Thursday, February 21, 2019

Distinguishing Between Dark Matter And Dark Energy

Sabine Hossenfelder does a good job of succinctly distinguishing between the properties of dark matter and dark energy in the lambdaCDM model, and also of explaining why the term "dark" in this context really means "transparent."

In particular, they differ in how they behave when contained in expanding volumes of space-time
Matter has specific behavior, which is that its energy-density dilutes with the inverse volume. Energy-density of radiation, in contrast, dilutes faster than the inverse volume, because the wavelengths of the radiation also stretch. . . . Dark Energy isn’t energy either. Instead, if you divide it by Newton’s constant, you get an energy density. In contrast to Dark Matter, however, this energy-density does not dilute with the inverse volume. Instead, it doesn’t dilute at all if the volume increases, at least not noticeably.
If the energy density remains entirely constant with the increase of volume, it’s called the “cosmological constant.” General types of Dark Energy can have a density that changes with time (or location), but we currently do not have any evidence that this is the case. The cosmological constant, for now, does just fine to explain observations.
With regard to the terminology "dark" which really means "transparent":
Dark Matter isn’t dark. “Dark” suggests that it adsorbs light, but really it doesn’t react with light at all. It would be better to call it transparent. Light just goes through. And in return, Dark Matter just goes through all normal matter, including planet Earth and you and me. Dark Matter interacts even less often than the already elusive neutrinos. . . . Dark Energy, too, is transparent rather than dark.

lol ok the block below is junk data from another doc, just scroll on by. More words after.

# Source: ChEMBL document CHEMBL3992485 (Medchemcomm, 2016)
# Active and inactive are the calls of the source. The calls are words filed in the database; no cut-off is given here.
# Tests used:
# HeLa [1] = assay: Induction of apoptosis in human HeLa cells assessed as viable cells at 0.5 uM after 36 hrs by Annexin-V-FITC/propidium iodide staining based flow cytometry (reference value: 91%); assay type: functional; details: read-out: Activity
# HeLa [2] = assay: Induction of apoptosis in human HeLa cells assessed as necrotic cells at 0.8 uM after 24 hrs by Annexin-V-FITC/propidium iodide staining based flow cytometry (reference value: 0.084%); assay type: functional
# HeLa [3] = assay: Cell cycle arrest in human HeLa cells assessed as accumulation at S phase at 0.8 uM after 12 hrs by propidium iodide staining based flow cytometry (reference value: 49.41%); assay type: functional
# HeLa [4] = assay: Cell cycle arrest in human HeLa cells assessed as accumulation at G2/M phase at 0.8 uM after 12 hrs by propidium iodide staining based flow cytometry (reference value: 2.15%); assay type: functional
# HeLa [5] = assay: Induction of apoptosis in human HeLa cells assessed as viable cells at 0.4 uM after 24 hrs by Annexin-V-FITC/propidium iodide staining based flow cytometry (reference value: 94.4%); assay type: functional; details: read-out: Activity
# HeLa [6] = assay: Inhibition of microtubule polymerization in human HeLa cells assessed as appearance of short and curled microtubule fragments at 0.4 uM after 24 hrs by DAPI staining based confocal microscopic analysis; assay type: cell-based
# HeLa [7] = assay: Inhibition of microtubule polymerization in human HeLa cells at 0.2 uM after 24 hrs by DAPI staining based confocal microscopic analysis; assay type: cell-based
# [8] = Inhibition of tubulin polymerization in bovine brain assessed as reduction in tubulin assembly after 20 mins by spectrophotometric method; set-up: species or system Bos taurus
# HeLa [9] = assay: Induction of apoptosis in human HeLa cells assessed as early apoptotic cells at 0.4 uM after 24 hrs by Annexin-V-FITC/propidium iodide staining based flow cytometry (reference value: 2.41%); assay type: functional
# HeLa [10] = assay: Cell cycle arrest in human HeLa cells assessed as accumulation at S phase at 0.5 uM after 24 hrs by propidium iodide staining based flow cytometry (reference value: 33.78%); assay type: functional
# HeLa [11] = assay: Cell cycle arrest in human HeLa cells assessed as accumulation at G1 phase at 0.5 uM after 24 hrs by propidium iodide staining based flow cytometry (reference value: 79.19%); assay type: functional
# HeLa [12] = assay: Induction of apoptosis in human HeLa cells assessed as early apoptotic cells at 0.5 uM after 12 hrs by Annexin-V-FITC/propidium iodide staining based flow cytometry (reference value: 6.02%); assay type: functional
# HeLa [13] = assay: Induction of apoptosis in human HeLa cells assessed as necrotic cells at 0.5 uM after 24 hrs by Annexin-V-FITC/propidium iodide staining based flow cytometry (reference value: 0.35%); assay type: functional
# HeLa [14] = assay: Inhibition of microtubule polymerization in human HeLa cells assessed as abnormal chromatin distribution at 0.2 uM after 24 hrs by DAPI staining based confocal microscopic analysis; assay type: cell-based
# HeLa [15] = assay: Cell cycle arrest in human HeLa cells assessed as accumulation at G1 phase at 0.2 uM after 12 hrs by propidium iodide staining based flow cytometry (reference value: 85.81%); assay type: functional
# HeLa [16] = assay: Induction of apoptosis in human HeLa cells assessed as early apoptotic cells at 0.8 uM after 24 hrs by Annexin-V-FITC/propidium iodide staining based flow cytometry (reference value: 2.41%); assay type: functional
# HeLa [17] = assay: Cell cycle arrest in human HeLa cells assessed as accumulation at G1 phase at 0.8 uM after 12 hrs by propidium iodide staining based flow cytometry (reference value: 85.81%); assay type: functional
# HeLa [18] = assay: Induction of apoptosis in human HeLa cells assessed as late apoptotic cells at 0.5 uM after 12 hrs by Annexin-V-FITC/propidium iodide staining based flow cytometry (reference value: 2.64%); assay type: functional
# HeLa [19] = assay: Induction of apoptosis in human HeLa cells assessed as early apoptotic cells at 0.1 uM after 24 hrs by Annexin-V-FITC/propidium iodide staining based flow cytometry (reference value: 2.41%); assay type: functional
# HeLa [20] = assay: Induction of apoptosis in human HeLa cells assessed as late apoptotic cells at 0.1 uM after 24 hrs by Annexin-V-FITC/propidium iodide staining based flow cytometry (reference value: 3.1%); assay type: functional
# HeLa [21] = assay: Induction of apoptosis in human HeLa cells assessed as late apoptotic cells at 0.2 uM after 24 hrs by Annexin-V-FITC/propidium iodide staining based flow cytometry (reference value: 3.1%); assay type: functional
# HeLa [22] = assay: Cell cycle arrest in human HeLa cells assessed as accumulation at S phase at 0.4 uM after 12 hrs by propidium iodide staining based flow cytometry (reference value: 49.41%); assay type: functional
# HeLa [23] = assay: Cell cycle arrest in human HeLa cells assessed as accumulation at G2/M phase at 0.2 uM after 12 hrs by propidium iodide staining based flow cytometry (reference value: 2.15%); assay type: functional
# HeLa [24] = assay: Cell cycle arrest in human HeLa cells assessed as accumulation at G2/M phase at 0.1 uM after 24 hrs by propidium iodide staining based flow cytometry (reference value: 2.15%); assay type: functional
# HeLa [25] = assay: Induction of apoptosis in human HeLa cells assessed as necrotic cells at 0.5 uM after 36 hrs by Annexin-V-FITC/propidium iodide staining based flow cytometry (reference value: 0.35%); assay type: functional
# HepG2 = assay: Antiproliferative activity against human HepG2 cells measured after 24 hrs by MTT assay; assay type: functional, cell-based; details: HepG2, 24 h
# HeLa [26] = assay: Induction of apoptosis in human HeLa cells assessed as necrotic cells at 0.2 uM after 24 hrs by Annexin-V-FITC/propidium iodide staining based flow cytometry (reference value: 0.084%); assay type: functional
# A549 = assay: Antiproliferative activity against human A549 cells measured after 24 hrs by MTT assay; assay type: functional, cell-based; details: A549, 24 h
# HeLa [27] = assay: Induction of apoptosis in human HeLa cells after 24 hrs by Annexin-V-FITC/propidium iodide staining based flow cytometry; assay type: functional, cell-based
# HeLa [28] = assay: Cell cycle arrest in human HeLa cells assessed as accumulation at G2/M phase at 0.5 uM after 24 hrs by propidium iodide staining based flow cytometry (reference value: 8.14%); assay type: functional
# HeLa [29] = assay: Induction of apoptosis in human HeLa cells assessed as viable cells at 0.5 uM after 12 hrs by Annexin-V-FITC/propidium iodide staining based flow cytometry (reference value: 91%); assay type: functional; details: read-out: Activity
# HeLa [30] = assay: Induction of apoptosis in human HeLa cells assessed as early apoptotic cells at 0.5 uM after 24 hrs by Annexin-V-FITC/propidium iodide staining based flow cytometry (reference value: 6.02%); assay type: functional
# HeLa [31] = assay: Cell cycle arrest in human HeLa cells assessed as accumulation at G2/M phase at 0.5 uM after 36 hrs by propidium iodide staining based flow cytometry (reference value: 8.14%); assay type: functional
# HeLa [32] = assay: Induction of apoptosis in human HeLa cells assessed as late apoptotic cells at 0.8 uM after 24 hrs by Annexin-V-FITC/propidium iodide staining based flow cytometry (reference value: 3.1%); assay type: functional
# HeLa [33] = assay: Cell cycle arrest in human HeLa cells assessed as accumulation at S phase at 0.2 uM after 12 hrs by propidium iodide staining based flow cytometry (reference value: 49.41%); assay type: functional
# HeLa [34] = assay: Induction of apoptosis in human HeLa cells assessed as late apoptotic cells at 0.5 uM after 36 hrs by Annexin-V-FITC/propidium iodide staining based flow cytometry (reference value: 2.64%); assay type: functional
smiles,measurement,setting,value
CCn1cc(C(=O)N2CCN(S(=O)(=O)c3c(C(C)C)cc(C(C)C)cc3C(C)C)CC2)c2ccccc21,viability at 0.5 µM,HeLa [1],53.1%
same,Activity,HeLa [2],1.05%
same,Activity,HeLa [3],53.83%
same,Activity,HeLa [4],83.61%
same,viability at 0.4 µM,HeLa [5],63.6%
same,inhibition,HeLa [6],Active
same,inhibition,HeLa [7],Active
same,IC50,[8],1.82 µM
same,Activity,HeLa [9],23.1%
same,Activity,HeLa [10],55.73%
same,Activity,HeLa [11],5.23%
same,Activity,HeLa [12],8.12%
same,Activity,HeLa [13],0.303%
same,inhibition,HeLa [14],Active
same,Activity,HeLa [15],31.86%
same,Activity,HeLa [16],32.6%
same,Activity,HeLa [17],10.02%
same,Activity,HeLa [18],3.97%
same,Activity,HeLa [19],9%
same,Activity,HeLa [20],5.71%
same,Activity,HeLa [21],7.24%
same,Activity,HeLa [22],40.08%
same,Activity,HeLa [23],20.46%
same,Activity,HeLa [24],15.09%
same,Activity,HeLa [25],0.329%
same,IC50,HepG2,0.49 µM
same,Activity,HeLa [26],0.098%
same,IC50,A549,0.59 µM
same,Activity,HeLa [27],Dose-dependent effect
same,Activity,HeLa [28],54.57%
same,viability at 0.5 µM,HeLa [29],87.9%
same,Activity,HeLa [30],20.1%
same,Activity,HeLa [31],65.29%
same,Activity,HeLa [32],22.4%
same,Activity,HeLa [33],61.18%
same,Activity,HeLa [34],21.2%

What phenomena do dark matter and dark energy, respectively, seek to explain?
Dark matter is what makes galaxies rotate faster and helps galactic structure formation to get started. . . . Dark Energy is what makes the expansion of the universe speed up.
It is also worth noting that the leading explanation for dark matter phenomena, which is used in the lambdaCDM Standard Model of Cosmology, is a beyond the Standard Model particle, with gravity modification to explain this phenomena serving as the insurgent alternative theory.

But, with respect to dark energy, the dominant lambdaCDM model is the cosmological constant (also known as "lambda") which is a modification of the equations of general relativity that explain gravity. The alternative and insurgent explanations of "dark energy" are substance based (such as "quintessence"). 

1 comment:

neo said...

Of course, some of the effects of dark matter could be due to MOND, and some theories that explain MOND observe it is on the same order as dark energy suggesting that MOND is a dark energy effect.

if correct, then there's only dark energy, with dark matter a product of MOND,